The bright future of SAM and the Cloud

There seems to be a lot of confusion in the IT industry today as to whether SAM is relevant to the cloud or not.

The BSA recently published a report into the role of SAM in cloud computing which I think hits the nail on the head.

Far from eliminating the need for SAM, the cloud makes it more relevant than ever. At the end of the day the cloud is still software, or it is the infrastructure that runs software. Either way, there is software that needs to be effectively licensed and the procurement of it needs to be centrally managed. This is where SAM is still relevant. The cloud is simply a different infrastructure in which SAM processes need to operate.

Looking at IaaS and PaaS in particular, arguably the most common cloud deployments today, the cloud is even more important than ever. This is because the cloud’s flexibility to scale virtual resources far more quickly than ever before can expose organisations to significantly greater compliance risks. Whereas previously a new server deployment could take a few days (giving plenty of time to find and allocate the associated software licenses), the ability to commission and decommission servers at the flick of a switch in line with fluctuations in demand requires SAM to be more embedded and flexible than ever before.

Then you have SaaS, which is often cited as the example that SAM is irrelevant in the cloud. After all, you can’t accidentally find yourself under-licensed when using SaaS since the software is only granted to you if you’ve paid for it. True, it is difficult to be non-compliant with SaaS, but compliance is only one side of the coin. Good procurement practices are the other, and are more important than ever under SaaS. Without the central management and control of software procurement that SAM offers, there is nothing to stop five different departments buying the same SaaS product (as often happens). Software procurement needs to be centrally managed to avoid software duplication or paying over the odds for it by not exploiting economies of scale. This is where SAM comes in by centralising the procurement of software for the organisation as a whole and offering a single pane of glass from which to review software spend company-wide.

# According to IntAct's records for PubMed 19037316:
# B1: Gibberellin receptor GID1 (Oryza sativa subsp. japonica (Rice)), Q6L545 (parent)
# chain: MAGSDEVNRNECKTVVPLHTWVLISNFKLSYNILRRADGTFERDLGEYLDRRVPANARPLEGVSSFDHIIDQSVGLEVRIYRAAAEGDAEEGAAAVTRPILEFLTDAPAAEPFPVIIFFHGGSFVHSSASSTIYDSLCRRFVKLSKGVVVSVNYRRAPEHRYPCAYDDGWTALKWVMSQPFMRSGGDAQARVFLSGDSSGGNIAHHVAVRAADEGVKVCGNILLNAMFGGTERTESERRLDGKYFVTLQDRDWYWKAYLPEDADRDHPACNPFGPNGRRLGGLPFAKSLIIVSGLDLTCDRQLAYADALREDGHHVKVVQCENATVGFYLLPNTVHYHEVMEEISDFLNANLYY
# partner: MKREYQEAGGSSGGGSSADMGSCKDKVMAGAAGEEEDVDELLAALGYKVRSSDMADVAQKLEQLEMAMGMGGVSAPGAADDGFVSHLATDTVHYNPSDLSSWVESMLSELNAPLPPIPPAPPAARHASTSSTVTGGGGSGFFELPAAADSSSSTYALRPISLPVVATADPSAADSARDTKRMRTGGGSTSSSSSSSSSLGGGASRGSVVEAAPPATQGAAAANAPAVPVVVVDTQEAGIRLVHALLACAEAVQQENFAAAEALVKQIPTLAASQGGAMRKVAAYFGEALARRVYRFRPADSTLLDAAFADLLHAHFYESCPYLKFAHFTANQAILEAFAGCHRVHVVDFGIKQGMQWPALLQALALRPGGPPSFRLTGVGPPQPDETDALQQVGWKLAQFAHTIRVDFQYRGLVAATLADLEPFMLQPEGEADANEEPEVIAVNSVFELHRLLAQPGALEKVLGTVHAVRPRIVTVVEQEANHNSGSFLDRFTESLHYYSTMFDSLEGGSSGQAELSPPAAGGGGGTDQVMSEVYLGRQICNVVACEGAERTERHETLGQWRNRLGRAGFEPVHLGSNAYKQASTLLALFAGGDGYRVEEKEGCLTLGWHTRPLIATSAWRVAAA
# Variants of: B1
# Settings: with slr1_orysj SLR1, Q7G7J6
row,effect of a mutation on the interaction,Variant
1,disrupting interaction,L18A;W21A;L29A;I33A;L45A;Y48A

So why the confusion? I would argue this is due to the general confusion as to what the cloud really is, which is an issue that happens with any new technology. It can often be difficult to see how a mature and established technology can map onto a new and evolving one, especially when the evolving technology gives mixed messages. SAM has simply been caught in the middle of this confusion. Today, cloud computing is understood to be an umbrella term for IaaS, PaaS, SaaS and everything in-between. Yet a few years ago even this definition was unclear. IaaS, PaaS and SaaS are all very different solutions and SAM applies to them differently; yet they are all cloud solutions. So no wonder people are confused. I hope the BSA’s report helps to address some of this confusion.

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Ben Eagling

Ben Eagling

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